When God Does Not Heal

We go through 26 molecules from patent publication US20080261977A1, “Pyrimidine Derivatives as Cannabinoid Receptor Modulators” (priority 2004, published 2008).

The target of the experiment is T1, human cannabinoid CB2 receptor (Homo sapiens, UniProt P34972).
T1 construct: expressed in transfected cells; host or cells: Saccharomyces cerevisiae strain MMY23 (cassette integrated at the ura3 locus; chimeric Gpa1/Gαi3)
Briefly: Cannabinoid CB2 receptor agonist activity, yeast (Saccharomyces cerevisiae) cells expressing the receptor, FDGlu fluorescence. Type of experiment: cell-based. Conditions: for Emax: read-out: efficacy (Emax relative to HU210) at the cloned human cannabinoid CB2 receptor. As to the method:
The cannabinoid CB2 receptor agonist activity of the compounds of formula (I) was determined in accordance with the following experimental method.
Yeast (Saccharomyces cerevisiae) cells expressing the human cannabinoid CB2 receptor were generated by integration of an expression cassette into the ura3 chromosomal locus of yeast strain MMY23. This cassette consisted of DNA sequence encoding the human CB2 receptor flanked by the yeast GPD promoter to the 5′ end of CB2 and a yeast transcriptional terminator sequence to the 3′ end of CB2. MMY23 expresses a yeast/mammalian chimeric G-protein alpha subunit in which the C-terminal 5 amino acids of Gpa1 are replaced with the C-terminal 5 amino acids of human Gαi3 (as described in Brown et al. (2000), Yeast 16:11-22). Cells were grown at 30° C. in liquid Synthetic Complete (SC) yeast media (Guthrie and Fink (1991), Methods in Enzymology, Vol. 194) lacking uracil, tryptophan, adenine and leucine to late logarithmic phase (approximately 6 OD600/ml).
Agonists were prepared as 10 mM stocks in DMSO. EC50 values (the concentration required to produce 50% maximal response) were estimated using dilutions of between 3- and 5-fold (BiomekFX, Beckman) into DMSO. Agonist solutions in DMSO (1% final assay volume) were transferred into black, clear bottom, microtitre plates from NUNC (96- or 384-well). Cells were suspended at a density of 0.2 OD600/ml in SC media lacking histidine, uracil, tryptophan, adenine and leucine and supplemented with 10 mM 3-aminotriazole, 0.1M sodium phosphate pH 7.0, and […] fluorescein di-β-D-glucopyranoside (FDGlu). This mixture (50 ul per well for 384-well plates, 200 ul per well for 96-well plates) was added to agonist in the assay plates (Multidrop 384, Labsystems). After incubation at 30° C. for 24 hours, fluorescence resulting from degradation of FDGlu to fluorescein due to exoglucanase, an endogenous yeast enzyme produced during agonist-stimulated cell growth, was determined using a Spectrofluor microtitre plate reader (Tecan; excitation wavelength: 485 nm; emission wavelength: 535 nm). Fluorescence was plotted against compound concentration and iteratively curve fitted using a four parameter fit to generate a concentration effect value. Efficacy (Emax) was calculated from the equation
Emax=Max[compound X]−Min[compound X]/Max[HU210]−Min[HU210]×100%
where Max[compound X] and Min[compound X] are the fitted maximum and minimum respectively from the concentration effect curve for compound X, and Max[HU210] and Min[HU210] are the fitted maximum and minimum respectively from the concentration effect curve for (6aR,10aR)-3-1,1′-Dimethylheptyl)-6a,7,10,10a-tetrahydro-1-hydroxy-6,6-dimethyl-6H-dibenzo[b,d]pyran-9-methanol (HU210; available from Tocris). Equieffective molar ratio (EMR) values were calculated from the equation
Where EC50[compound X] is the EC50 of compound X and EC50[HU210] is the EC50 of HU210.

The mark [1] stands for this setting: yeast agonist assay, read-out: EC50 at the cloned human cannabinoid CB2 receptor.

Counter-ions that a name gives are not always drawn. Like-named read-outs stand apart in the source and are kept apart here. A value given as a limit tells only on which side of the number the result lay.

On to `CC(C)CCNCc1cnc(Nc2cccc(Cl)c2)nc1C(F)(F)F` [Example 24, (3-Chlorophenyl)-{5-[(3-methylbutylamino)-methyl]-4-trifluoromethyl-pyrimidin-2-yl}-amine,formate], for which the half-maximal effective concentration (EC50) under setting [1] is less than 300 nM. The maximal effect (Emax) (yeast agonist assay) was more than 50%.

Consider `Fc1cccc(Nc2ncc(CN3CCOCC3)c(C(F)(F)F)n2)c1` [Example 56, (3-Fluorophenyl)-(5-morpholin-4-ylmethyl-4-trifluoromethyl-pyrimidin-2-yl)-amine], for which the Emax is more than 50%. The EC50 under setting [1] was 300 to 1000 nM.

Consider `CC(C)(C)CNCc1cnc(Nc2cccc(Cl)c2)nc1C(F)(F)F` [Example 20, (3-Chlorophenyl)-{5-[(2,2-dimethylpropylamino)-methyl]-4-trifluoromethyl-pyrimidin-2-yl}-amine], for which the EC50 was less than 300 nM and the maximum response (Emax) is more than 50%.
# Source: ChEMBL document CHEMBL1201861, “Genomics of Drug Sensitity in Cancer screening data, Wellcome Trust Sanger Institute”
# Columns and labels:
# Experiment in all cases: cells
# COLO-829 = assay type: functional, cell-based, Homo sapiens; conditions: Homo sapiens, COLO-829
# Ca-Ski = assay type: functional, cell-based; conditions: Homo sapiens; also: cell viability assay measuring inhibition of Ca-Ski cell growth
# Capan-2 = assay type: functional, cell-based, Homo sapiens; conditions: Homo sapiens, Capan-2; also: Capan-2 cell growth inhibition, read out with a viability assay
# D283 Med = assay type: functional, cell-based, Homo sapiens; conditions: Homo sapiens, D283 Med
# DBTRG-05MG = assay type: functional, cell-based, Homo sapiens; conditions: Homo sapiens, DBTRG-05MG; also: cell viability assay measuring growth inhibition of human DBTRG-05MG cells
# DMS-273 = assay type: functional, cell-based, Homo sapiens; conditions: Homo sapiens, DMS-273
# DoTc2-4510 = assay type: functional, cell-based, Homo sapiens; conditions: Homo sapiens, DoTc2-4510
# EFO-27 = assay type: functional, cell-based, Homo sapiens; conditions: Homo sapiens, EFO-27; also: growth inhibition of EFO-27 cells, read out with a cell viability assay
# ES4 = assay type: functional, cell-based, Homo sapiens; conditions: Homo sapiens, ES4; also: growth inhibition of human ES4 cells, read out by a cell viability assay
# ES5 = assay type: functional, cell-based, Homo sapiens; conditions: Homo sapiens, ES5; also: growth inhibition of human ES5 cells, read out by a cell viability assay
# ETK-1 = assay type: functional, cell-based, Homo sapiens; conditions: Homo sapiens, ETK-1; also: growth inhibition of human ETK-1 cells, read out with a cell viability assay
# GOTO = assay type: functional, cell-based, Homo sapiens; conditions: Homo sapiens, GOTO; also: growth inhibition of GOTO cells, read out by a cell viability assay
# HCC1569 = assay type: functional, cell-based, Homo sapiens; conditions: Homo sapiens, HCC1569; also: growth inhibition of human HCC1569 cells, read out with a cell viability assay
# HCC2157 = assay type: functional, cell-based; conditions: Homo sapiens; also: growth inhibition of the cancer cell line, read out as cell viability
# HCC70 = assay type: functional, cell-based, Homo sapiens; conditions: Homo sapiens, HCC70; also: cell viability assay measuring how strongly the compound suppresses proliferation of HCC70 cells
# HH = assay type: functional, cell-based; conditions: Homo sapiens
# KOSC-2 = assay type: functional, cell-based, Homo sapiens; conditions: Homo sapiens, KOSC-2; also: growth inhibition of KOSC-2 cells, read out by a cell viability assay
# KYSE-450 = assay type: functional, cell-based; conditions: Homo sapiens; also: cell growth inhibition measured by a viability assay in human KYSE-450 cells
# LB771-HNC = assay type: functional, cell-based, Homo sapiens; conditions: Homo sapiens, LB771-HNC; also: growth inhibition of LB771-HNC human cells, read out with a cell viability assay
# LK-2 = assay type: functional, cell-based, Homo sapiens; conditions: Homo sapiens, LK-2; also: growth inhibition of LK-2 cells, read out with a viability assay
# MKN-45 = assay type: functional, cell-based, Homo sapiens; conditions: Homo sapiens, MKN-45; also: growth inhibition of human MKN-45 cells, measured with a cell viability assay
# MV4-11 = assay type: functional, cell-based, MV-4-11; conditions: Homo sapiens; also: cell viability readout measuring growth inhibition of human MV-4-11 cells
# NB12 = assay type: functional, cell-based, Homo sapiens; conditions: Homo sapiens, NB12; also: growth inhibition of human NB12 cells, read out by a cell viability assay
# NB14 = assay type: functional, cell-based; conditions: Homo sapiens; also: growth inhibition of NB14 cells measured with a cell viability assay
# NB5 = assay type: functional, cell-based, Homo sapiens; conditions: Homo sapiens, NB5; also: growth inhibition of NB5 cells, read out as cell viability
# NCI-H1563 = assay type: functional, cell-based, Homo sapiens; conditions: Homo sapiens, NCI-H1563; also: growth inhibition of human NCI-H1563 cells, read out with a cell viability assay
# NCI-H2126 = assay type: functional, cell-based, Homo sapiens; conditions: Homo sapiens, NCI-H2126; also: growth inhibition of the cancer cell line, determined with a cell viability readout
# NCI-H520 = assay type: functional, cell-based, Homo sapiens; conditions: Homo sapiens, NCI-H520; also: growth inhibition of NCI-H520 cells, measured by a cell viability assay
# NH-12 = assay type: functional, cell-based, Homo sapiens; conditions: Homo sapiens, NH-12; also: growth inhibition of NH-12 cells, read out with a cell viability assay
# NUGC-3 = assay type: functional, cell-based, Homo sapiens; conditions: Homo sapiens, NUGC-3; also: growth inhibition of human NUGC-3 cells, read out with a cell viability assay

Sometimes God does not heal people because they are not following His teaching or heeding His command to repent and believe. Are there any other reasons why healing does not come? Once again, the Bible gives some clues. - Jesus went about all Galilee: Notice that He did not go to Judea on this trip, though there must have been multitudes there suffering from illnesses of all sorts. Nor did He visit Samaria (at this time), or Rome, or Greece, or Africa, or China. Here we see God’s sovereignty. It was not, apparently, the will of God that Jesus should bring healing to everyone living in His day. Only a select group (though they were many) benefited from His mighty power. The same holds true today. God decides who will be healed, and who will not. We do not know the basis for His choice, but we believe He is always just and fair. We trust in His love precisely because He sent Jesus to save His people from their sins. - Jesus only healed those who came to Him, or were brought to Him. Our passage tells us that “great multitudes followed Him – from Galilee and from Decapolis (Ten Cities), Jerusalem, Judea, and beyond the Jordan.” These crowds traveled long distances and underwent a great deal of trouble in order to get within the range of Jesus’ truth and love. Perhaps we do not receive healing because we have not exerted sufficient effort. - From other places in the Scripture, we learn that God allows trouble into our lives for a variety of purposes. Perhaps He means to discipline us for disobedience; or refine us; or test our faith; or strengthen our faith through the endurance of trials; or remind us to set our hope fully on future grace when Christ returns; or keep us from pride and complacency; or demonstrate His power in our weakness by giving us sufficient ability to serve Him under great pressure (See Hebrews 12:3-11; James 1:2-4. 12; 1 Peter 1:6-8,13; 2 Corinthians 12:7-10). At all times, however, believers in Christ can be assured that nothing – not even acute pain or chronic, debilitating disease – can ”separate us from the love of God which is in Christ Jesus our Lord” (Romans 8:35-39). Indeed, we can be assured that “all thing work together for good to those who love God” (Romans 8:28). For those reasons, we can “in everything give thanks” (1 Thessalonians 5:18).